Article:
Taking a stroll through Church Street on a Saturday evening can lead one to an array of sights. Families going shopping and youngsters gathering for a good night out are just a few of the crowd that throngs the area. There is intense chattering and laughter heard everywhere; people are getting into another festive spirit (given how many festivals there are in the first place). But for the past year, there has been a rather peculiar gathering in front of the old Blossom bookstore. Youngsters clicking swiftly on old school typewriters while others illustrate or hum a tune or two for the crowd gathered, there is a different kind of conversation and entertainment happening here.
Calling themselves “Buskers”, the group comprises of mainly five youngsters who basically have a conversation with anyone who approaches them, curious to know what they do. Towards the end of it, the busker gives you a poem or a note from a typewriter, based on the conversation they just had with you. They are also frequently accompanied by illustrators and musicians, all who come with the idea of having a good conversation.
Busking generally means a kind of street performance, which mainly involves music.
The idea was initiated by Rahul Kondi, who started busking sometime in December, 2017. “I tried busking a while back and liked the act of it. I have been doing it since then and never looked back”. He was quickly joined by Nisshtha Khattar, who bought her typewriter along with Rahul. The other members are Richa Pandey, Cipun Mishra and Arjun Baburajan. They are frequently accompanied by Thomas Joseph, an artist who sketches for them. Anyone is free to join them and there have been others who busk along with them occasionally.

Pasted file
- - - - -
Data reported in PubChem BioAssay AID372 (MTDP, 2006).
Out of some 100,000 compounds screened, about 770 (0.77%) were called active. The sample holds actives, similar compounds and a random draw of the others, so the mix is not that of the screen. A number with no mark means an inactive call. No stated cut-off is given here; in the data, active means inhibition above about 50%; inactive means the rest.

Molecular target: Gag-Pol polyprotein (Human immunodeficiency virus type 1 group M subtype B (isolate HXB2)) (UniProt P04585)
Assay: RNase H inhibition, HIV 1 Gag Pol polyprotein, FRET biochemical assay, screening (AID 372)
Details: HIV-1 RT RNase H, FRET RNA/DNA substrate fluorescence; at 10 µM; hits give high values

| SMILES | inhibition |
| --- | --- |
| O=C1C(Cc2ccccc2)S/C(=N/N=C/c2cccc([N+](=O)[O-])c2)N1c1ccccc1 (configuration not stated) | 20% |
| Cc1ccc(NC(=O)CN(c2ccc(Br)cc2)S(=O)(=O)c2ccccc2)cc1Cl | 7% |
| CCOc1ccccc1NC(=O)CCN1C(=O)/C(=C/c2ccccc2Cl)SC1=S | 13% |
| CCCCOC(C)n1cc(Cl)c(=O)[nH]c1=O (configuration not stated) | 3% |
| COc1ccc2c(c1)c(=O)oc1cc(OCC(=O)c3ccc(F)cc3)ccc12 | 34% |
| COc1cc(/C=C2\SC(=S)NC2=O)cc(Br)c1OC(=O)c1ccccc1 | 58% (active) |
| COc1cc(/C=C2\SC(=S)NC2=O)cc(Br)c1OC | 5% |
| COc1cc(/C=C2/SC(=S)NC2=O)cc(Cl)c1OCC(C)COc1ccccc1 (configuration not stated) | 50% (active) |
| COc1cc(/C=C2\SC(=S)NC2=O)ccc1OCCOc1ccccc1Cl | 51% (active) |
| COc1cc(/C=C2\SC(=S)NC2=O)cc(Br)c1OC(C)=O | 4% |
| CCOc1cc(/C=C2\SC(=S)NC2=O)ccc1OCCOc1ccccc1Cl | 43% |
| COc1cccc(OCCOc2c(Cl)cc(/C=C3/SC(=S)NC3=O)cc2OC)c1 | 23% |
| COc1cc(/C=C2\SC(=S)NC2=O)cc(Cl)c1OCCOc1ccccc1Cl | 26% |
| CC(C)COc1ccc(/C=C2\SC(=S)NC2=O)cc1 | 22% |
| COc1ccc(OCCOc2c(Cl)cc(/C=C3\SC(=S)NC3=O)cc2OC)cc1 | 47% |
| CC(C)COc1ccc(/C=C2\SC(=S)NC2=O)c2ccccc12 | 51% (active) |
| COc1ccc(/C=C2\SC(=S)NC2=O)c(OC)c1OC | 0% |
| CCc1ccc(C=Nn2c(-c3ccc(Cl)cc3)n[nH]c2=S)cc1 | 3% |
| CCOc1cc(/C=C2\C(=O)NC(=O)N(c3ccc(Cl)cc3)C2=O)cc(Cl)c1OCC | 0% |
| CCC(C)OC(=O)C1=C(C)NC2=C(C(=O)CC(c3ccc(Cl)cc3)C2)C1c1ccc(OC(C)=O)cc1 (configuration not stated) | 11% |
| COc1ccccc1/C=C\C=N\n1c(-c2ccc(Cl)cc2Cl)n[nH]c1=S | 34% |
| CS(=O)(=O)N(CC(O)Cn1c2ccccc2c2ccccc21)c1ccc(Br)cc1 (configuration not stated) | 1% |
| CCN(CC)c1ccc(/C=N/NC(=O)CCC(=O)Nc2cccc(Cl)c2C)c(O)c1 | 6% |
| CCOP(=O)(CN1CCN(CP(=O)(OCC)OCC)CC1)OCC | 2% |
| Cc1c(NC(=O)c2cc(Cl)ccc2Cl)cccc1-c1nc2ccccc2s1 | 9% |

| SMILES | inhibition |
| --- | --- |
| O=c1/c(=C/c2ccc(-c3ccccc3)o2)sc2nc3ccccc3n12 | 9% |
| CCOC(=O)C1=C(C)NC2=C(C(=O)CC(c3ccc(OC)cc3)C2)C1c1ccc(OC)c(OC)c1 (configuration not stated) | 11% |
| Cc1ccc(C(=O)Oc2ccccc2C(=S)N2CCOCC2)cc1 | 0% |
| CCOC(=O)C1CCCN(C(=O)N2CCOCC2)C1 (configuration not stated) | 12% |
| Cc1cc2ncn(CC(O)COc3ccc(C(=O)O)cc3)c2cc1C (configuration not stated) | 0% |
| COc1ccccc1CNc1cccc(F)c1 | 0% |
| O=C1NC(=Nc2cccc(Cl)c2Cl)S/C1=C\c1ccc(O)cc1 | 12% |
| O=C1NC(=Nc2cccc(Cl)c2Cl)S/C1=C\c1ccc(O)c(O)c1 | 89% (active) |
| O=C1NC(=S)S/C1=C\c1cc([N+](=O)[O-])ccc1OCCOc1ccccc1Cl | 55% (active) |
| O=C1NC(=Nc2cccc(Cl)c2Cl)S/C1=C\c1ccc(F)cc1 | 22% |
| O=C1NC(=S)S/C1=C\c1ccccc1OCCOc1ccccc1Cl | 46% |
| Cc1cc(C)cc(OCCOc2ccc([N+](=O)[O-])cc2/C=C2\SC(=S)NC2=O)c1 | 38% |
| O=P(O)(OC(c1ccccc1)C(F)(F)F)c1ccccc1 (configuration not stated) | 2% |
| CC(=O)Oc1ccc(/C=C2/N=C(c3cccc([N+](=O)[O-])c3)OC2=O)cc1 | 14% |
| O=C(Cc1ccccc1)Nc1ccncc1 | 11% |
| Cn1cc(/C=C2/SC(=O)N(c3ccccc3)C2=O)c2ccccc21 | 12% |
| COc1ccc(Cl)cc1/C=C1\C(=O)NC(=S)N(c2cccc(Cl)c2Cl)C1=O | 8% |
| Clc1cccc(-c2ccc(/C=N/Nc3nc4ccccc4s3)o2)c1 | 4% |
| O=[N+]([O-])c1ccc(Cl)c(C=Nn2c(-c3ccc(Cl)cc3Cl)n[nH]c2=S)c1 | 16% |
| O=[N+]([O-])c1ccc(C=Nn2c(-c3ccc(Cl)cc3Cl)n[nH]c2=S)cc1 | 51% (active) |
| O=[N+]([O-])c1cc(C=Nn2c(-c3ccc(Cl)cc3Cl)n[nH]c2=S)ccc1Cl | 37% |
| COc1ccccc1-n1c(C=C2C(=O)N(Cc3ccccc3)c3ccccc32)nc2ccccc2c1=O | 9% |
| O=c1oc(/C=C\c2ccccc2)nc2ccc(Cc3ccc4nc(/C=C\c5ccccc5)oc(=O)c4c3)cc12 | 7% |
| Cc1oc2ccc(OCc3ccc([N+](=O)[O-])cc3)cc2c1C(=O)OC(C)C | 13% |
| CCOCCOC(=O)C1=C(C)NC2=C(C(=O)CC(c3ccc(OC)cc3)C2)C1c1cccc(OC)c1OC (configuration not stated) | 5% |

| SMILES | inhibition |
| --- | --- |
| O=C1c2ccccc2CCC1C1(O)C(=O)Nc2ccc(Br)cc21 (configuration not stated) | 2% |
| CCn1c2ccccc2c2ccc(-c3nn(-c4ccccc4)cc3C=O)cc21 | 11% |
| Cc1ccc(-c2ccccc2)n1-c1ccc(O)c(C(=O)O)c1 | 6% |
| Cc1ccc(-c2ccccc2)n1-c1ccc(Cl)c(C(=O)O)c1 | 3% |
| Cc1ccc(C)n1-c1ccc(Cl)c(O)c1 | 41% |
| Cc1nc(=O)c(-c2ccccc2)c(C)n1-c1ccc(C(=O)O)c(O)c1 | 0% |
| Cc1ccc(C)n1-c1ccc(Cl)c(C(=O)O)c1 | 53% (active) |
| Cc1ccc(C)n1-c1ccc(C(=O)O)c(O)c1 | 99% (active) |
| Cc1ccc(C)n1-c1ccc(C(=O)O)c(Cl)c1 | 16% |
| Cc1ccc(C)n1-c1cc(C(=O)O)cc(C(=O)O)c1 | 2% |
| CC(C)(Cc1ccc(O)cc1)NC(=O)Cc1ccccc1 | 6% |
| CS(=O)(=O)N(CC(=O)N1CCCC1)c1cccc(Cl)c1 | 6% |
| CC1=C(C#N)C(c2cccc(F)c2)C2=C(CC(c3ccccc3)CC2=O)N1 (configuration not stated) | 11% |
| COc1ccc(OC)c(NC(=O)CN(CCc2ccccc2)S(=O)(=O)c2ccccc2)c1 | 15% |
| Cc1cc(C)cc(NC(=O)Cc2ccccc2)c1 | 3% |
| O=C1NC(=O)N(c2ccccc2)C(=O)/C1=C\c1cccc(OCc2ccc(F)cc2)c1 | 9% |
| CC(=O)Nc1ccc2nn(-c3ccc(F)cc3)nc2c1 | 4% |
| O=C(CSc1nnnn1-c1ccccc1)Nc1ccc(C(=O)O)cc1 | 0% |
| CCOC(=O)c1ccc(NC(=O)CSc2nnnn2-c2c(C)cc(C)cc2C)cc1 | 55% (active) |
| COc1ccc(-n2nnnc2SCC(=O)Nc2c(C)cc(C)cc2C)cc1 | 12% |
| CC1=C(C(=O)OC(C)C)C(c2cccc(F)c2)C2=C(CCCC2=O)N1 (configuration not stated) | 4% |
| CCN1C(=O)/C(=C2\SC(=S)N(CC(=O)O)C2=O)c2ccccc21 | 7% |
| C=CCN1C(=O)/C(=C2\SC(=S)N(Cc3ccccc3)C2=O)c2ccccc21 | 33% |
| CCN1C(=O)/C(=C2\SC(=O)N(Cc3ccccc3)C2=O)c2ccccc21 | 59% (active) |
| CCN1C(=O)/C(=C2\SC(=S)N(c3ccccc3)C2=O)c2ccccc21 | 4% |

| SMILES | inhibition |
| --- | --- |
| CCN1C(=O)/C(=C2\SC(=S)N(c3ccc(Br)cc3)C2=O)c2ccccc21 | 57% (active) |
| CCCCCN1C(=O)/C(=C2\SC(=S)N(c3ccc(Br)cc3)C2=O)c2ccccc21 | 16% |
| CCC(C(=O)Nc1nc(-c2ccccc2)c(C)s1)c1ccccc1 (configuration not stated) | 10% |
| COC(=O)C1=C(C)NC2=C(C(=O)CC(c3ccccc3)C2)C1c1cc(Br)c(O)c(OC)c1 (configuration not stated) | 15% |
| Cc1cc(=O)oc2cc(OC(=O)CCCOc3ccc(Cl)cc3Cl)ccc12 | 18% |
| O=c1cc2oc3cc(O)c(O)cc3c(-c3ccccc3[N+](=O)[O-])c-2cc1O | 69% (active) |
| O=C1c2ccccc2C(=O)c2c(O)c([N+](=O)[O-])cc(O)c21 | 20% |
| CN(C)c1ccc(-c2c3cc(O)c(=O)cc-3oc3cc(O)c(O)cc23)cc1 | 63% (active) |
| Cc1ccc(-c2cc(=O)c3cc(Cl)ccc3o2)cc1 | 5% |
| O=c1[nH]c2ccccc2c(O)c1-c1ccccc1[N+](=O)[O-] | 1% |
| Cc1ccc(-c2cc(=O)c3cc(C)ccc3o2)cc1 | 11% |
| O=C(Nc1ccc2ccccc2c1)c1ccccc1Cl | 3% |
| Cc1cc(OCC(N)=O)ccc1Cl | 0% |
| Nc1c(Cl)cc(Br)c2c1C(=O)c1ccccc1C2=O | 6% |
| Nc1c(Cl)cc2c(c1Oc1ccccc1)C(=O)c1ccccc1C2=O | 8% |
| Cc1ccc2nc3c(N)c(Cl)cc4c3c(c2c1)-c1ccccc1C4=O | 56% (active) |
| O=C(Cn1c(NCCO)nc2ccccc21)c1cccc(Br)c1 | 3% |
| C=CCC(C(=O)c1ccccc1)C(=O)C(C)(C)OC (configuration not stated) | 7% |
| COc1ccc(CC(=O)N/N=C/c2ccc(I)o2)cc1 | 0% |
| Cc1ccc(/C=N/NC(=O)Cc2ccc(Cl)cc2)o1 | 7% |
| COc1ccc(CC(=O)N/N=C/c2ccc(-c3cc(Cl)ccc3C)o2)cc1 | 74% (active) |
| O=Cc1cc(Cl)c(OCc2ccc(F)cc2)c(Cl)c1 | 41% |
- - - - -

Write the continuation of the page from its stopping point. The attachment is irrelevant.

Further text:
The central highlight of their performance is the typewriters they use. At a time when it is a rare commodity, which is no longer being produced or in demand, it is fascinating to see it being used and explored. “All five of us have our own stories with our typewriters and we are very attached to them. We even have our own names for them and that has fostered a kind of connection for each of us”, says Nisshtha.
Though the members have their own reasons for pursuing this form of art, creativity is the central factor which drives all of them. The want to be mindful and creative when interacting with a stranger and writing something for them following it, is a challenge. And it is this challenge, along with their personal reasons that has banded the buskers, who comes from different walks of life. “I liked writing and it was always felt it to be a nice pastime. I also illustrate for others who are typing”, says Nisshtha.
The buskers aim to raise awareness about the concept of busking and get more artists to take to the street, where the everyday people are. “Art is made in collaboration and I wanted to create a platform where the artist and the subject collaborate to create something unique to the time and space they share”, says Rahul. In brief, they want to give more art to the public.
The group further stresses on the policy of “Pay as you like”, through which the people who approach them can decide how much they want to pay.
They share their activities on Instagram under #blrbusking and they plan to open an account soon and organize what they do
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